How does Jesus' teaching in this passage affect us?
Matthew 9:9-13 And as Jesus passed forth from thence, he saw a man, named Matthew, sitting at the receipt of custom: and he saith unto him, Follow me. And he arose, and followed him. 10 And it came to pass, as Jesus sat at meat in the house, behold, many publicans and sinners came and sat down with him and his disciples. 11 And when the Pharisees saw it, they said unto his disciples, Why eateth your Master with publicans and sinners? 12 But when Jesus heard that, he said unto them, They that be whole need not a physician, but they that are sick. 13 But go ye and learn what that meaneth, I will have mercy, and not sacrifice: for I am not come to call the righteous, but sinners to repentance.
Matthew was also called Levi and the same event is recorded by Mark and Luke.
Mark 2:14-17 And as he passed by, he saw Levi the son of Alphaeus sitting at the receipt of custom, and said unto him, Follow me. And he arose and followed him. 15 And it came to pass, that, as Jesus sat at meat in his house, many publicans and sinners sat also together with Jesus and his disciples: for there were many, and they followed him. 16 And when the scribes and Pharisees saw him eat with publicans and sinners, they said unto his disciples, How is it that he eateth and drinketh with publicans and sinners? 17 When Jesus heard it, he saith unto them, They that are whole have no need of the physician, but they that are sick: I came not to call the righteous, but sinners to repentance.
Luke 5:27-32 And after these things he went forth, and saw a publican, named Levi, sitting at the receipt of custom: and he said unto him, Follow me. 29 And Levi made him a great feast in his own house: and there was a great company of publicans and of others that sat down with them. 30 But their scribes and Pharisees murmured against his disciples, saying, Why do ye eat and drink with publicans and sinners? 31 And Jesus answering said unto them, They that are whole need not a physician; but they that are sick. 32 I came not to call the righteous, but sinners to repentance.
Jesus called Matthew, a tax collector (publican), to be a disciple. Publicans collected taxes for the Romans and were looked upon as sinners by the Scribes and Pharisees. Matthew immediately left his profession to follow Jesus. Matthew organised a feast for Jesus and his disciples and invited publicans and other people regarded as sinners by the Jewish leaders. We might suppose that he wanted the others to meet and hear Jesus.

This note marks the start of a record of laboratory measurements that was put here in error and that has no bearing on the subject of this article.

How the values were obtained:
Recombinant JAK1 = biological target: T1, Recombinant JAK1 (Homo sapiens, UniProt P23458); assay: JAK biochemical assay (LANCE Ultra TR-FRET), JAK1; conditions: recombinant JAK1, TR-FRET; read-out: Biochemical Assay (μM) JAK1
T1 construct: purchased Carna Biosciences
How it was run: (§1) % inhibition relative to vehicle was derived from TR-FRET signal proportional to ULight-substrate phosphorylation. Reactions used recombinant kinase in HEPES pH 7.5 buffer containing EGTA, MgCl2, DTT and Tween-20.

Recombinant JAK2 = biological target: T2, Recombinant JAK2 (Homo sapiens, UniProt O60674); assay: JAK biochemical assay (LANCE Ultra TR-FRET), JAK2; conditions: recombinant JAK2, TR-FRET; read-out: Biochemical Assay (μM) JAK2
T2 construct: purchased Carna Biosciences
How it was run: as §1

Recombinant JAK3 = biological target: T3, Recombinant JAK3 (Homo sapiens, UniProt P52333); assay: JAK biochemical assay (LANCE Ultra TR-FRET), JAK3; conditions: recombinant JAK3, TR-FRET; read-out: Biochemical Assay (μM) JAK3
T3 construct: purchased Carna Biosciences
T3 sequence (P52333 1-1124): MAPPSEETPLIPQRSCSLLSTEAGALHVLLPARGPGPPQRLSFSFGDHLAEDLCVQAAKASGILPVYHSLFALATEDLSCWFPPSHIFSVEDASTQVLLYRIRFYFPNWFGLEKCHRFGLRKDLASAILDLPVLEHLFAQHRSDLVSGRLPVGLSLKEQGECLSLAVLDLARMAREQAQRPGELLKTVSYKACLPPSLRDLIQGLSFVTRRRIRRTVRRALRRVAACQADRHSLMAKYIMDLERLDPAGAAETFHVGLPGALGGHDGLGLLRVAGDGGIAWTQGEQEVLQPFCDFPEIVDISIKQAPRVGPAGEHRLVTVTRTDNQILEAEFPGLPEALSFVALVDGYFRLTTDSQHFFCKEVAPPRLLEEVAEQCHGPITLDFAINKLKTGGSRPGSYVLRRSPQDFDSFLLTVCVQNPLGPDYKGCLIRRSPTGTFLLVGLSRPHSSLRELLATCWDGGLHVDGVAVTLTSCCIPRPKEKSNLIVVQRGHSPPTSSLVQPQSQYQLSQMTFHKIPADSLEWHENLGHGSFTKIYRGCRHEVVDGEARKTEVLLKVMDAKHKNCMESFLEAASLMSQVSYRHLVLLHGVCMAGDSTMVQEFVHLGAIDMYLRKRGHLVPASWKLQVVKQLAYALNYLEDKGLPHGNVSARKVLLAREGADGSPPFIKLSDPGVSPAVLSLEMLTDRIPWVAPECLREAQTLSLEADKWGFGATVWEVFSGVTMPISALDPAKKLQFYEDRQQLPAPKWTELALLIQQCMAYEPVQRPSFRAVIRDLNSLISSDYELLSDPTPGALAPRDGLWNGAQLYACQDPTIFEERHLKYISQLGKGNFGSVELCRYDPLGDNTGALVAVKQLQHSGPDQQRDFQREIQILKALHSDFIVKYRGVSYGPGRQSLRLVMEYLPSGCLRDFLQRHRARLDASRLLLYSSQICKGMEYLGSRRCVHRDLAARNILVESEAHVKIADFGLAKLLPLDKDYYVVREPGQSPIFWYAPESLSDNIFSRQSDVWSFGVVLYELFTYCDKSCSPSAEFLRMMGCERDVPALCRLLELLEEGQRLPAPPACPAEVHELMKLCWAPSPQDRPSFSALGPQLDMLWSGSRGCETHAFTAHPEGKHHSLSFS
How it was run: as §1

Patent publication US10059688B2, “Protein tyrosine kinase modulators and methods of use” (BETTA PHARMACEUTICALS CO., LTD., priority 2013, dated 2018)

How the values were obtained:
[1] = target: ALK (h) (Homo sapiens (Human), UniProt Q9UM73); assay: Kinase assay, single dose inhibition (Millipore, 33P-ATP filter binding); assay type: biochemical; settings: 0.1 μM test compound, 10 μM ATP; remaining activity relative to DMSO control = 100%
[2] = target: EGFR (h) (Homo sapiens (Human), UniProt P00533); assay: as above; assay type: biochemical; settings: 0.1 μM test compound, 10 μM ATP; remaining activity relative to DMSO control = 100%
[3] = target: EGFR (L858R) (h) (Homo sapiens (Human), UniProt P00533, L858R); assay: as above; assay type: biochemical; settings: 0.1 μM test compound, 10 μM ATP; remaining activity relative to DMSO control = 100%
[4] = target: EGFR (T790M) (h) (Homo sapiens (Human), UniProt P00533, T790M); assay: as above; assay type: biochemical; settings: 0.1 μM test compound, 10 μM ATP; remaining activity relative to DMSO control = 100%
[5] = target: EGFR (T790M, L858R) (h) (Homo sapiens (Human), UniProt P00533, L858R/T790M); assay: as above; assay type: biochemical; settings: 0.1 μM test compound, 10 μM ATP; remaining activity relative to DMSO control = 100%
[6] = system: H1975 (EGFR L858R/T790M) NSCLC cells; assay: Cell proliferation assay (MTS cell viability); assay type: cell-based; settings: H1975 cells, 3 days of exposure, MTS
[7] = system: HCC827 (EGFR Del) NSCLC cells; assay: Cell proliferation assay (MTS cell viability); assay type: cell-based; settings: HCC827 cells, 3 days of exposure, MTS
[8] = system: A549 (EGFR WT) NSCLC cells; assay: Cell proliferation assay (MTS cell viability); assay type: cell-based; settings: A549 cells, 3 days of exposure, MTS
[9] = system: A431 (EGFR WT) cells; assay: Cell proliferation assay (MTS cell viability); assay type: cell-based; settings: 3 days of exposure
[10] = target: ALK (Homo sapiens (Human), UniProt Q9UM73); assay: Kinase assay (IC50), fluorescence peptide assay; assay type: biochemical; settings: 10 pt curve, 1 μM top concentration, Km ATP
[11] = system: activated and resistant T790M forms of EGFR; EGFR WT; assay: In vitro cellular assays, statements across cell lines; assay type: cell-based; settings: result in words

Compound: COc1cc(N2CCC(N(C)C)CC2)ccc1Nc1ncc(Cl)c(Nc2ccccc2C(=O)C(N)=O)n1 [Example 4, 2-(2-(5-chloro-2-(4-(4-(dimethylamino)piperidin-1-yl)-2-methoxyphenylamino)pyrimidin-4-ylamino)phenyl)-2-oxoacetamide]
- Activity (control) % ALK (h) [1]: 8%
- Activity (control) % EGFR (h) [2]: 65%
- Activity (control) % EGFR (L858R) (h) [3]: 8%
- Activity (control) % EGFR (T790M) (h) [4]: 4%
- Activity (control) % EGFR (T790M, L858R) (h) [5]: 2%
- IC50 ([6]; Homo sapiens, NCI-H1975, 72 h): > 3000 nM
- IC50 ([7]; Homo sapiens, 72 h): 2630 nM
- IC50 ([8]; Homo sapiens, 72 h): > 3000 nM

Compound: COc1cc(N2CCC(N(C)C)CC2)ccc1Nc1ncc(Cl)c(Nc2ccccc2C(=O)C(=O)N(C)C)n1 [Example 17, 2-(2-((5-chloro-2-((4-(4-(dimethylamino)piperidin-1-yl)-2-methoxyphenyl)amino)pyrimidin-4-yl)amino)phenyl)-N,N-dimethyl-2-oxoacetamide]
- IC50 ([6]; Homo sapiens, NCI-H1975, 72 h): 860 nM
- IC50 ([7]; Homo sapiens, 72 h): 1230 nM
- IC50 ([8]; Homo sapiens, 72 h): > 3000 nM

The Scribes and Pharisees found fault with Jesus because he was eating and drinking with such people. Jesus’ mission was to call all men to repent and obey God so that they might be saved. Jesus likens himself to a doctor, curing men of the ‘illness’ of sin. It is clearly necessary for a doctor to have contact with their patients if they were to effect a cure.
Likewise, Jesus must meet and converse with sinners. The Scribes and Pharisees had no compassion on those they classed as sinners. They were not willing to extend mercy to them and try to convert them from the error of their ways.
They were so bigoted that they didn’t want Jesus to do it either. They considered themselves righteous, but showed no mercy.
The teaching of Jesus had little effect on those who were convinced of their own righteousness. Offering sacrifices prescribed by the Law was not acceptable to God if the offerer desired mercy from God but refused it to others.
One scribe who met Jesus understood the principle.
Mark 12:33 And to love him with all the heart, and with all the understanding, and with all the soul, and with all the strength, and to love his neighbour as himself, is more than all whole burnt offerings and sacrifices.
Sadly, most of the Scribes and Pharisees didn’t. Those who would be Jesus’ disciples must understand this principle.
Matthew 7:2 For with what judgment ye judge, ye shall be judged: and with what measure ye mete, it shall be measured to you again.
Those who desire mercy must show mercy.
I hope you find this helpful.